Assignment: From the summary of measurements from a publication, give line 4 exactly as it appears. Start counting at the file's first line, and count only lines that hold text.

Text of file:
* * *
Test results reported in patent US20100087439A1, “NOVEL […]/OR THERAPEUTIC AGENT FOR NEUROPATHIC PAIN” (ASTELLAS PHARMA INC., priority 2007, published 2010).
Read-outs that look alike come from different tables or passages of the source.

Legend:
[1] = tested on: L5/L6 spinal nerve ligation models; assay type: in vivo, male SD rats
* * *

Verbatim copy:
[1] = tested on: L5/L6 spinal nerve ligation models; assay type: in vivo, male SD rats